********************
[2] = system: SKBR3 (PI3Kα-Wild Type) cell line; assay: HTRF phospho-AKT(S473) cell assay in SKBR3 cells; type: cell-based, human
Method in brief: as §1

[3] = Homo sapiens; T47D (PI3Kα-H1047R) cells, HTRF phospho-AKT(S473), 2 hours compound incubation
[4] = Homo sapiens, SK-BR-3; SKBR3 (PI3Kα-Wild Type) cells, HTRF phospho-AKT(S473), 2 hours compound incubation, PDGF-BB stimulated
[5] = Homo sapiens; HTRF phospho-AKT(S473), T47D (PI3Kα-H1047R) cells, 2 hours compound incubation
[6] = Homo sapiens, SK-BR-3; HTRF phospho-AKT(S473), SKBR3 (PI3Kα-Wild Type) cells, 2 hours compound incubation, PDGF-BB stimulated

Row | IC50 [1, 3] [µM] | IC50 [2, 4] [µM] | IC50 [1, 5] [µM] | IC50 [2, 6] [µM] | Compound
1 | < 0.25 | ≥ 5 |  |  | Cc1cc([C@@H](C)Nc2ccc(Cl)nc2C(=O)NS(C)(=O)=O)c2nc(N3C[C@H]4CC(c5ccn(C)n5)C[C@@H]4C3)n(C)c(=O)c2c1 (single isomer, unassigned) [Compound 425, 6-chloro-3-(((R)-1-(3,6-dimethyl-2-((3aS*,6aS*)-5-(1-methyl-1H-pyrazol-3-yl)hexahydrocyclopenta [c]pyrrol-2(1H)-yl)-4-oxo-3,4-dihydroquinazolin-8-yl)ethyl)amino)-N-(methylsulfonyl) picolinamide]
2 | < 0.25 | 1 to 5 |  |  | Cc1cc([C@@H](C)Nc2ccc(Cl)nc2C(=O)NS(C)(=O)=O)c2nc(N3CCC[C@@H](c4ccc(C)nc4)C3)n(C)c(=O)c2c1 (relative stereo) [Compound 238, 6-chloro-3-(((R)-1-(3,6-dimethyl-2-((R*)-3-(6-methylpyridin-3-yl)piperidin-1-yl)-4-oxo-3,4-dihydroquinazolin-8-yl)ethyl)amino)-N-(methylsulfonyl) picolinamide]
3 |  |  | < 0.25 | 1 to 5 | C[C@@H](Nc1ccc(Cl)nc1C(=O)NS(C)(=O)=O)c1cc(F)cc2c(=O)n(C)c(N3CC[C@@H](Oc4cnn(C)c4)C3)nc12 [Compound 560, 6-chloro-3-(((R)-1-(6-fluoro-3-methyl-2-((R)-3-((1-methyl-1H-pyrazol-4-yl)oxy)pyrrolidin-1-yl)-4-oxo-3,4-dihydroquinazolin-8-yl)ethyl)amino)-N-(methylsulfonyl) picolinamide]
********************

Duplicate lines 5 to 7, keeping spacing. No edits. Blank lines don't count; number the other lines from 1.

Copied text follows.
[5] = Homo sapiens; HTRF phospho-AKT(S473), T47D (PI3Kα-H1047R) cells, 2 hours compound incubation
[6] = Homo sapiens, SK-BR-3; HTRF phospho-AKT(S473), SKBR3 (PI3Kα-Wild Type) cells, 2 hours compound incubation, PDGF-BB stimulated

Row | IC50 [1, 3] [µM] | IC50 [2, 4] [µM] | IC50 [1, 5] [µM] | IC50 [2, 6] [µM] | Compound